I'm sorry it hasn't gotten better for you but maybe it's time for a different approach or outlook on the matter. Maybe you are focusing too much on how your kids are different and it's coloring the reactions you are getting from others.

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#32 of 54 Old 03-11-2013, 01:54 PM
 
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 In our area, after about 2nd grade, you don't spend much time with other parents.

Actually I didn't find this at all - my friends all had kids at the same time and I'm still friends with them - so it never stopped.

We had tons on interaction via clubs and prior to the kids driving we were around other parents a tons of time and even after that - parents get together with just other parents, no kids around. I find it odd you don't interact with other parents.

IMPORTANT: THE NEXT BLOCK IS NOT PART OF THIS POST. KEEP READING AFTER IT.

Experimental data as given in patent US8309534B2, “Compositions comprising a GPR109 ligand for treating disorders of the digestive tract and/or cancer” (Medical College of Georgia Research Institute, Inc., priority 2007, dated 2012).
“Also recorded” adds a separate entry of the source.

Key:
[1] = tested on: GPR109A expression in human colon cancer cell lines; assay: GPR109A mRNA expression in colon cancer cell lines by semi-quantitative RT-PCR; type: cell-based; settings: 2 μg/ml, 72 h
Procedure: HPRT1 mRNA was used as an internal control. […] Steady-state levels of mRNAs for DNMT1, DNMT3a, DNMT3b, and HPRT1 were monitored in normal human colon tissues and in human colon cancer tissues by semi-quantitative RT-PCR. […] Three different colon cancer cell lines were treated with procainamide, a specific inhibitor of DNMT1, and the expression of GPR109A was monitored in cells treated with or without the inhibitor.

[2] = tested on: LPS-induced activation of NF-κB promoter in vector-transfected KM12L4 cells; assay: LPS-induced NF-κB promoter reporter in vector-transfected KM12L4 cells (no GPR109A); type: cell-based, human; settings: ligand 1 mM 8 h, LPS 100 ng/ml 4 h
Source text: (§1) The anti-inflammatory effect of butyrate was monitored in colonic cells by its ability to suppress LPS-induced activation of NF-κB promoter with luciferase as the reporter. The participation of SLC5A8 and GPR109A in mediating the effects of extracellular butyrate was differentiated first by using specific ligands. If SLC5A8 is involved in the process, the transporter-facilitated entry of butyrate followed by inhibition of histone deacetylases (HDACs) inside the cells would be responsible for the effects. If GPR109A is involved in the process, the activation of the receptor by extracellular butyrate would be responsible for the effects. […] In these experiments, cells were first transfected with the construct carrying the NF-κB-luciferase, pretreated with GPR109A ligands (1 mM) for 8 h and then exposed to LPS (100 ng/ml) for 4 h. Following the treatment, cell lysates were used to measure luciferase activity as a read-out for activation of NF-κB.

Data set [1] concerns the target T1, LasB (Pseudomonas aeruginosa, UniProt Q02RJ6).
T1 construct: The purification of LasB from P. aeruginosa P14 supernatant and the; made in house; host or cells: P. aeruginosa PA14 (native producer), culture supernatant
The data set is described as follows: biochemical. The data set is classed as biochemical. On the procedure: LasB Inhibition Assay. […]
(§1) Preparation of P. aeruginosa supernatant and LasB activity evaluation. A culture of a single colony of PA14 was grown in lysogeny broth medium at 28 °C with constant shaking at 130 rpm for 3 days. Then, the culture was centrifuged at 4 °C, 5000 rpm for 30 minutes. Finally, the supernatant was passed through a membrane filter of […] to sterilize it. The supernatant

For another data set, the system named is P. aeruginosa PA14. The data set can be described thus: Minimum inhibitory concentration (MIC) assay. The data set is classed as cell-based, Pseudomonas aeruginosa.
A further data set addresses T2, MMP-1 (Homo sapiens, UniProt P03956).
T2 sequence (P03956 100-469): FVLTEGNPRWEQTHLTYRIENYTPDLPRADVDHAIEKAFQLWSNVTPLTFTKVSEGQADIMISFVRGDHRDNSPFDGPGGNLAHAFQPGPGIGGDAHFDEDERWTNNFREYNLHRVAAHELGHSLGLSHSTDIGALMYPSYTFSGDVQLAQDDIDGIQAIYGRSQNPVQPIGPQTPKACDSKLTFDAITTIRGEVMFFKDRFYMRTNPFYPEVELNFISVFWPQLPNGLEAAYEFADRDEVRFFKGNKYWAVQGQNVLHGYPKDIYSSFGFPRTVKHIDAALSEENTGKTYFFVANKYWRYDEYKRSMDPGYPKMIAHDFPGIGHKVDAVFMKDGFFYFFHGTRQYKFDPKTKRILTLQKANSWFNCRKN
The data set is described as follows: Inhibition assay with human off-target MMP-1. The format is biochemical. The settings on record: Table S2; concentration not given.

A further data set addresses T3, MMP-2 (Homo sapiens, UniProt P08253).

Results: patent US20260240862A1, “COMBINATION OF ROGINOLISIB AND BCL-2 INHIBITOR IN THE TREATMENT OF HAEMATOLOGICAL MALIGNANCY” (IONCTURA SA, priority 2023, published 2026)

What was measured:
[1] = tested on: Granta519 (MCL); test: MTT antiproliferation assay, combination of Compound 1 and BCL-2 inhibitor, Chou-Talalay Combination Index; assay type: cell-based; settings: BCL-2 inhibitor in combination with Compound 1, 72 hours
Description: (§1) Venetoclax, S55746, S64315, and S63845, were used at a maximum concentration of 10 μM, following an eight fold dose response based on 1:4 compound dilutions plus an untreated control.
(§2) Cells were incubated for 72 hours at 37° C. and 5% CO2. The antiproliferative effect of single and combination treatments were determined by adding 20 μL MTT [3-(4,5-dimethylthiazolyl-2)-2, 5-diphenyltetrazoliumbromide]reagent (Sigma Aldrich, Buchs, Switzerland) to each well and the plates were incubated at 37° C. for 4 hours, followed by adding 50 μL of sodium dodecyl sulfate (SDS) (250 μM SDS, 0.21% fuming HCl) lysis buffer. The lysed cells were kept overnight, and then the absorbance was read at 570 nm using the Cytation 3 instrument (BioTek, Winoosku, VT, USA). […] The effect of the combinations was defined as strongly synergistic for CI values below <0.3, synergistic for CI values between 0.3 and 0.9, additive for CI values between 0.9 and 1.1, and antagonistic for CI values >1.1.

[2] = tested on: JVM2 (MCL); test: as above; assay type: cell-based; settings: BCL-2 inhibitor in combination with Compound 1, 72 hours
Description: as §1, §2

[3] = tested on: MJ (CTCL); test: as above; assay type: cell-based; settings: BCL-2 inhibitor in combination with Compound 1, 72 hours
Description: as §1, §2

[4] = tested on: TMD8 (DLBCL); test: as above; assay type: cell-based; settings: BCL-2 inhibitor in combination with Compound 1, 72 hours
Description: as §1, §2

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My eldest started a college program at 15. I don't know any of the parents of her college classmates. DD says it's a rare person that even knows she's younger so what would they have to say let alone bug ME about? Let alone their parents? A friends child started college at 12 and she had zilch interaction with the parents of her DD's classmates. What could they say to her with no contact? DD's won national awards too and outside of congrats, no one bugs her or me about it. Sometimes we'll get a stranger recognizing the kids from a show they were in but hardly drilling us. Besides, DD has several friends who have won national awards or working professionally at young ages. I have some close friends with teens but we don't sit around discussing SAT scores... why would we? And why would I hang our with people who do? Those people are crazy and so we keep our distance. We stay humble and positive and find that the vast majority are the same right back to us.